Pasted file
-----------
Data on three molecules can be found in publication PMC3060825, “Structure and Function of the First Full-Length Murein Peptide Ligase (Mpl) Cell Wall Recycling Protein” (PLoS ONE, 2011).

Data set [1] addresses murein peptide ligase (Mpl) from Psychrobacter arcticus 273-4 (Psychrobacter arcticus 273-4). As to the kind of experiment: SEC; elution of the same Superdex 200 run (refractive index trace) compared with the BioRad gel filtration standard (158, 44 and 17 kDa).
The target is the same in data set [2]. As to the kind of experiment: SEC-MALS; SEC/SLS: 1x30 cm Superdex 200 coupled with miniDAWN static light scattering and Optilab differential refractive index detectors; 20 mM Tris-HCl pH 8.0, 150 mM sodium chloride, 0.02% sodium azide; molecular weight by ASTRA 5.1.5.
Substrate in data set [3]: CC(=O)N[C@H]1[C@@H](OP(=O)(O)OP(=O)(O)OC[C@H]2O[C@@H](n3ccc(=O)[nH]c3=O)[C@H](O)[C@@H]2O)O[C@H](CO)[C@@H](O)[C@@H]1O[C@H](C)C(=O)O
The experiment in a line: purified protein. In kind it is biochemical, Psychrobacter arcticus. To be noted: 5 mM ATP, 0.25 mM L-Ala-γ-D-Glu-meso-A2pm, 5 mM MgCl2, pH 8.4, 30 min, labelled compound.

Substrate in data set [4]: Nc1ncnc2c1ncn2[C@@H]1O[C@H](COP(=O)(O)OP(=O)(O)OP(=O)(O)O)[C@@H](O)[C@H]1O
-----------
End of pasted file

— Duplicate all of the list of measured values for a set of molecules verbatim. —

Data on three molecules can be found in publication PMC3060825, “Structure and Function of the First Full-Length Murein Peptide Ligase (Mpl) Cell Wall Recycling Protein” (PLoS ONE, 2011).

Data set [1] addresses murein peptide ligase (Mpl) from Psychrobacter arcticus 273-4 (Psychrobacter arcticus 273-4). As to the kind of experiment: SEC; elution of the same Superdex 200 run (refractive index trace) compared with the BioRad gel filtration standard (158, 44 and 17 kDa).
The target is the same in data set [2]. As to the kind of experiment: SEC-MALS; SEC/SLS: 1x30 cm Superdex 200 coupled with miniDAWN static light scattering and Optilab differential refractive index detectors; 20 mM Tris-HCl pH 8.0, 150 mM sodium chloride, 0.02% sodium azide; molecular weight by ASTRA 5.1.5.
Substrate in data set [3]: CC(=O)N[C@H]1[C@@H](OP(=O)(O)OP(=O)(O)OC[C@H]2O[C@@H](n3ccc(=O)[nH]c3=O)[C@H](O)[C@@H]2O)O[C@H](CO)[C@@H](O)[C@@H]1O[C@H](C)C(=O)O
The experiment in a line: purified protein. In kind it is biochemical, Psychrobacter arcticus. To be noted: 5 mM ATP, 0.25 mM L-Ala-γ-D-Glu-meso-A2pm, 5 mM MgCl2, pH 8.4, 30 min, labelled compound.

Substrate in data set [4]: Nc1ncnc2c1ncn2[C@@H]1O[C@H](COP(=O)(O)OP(=O)(O)OP(=O)(O)O)[C@@H](O)[C@H]1O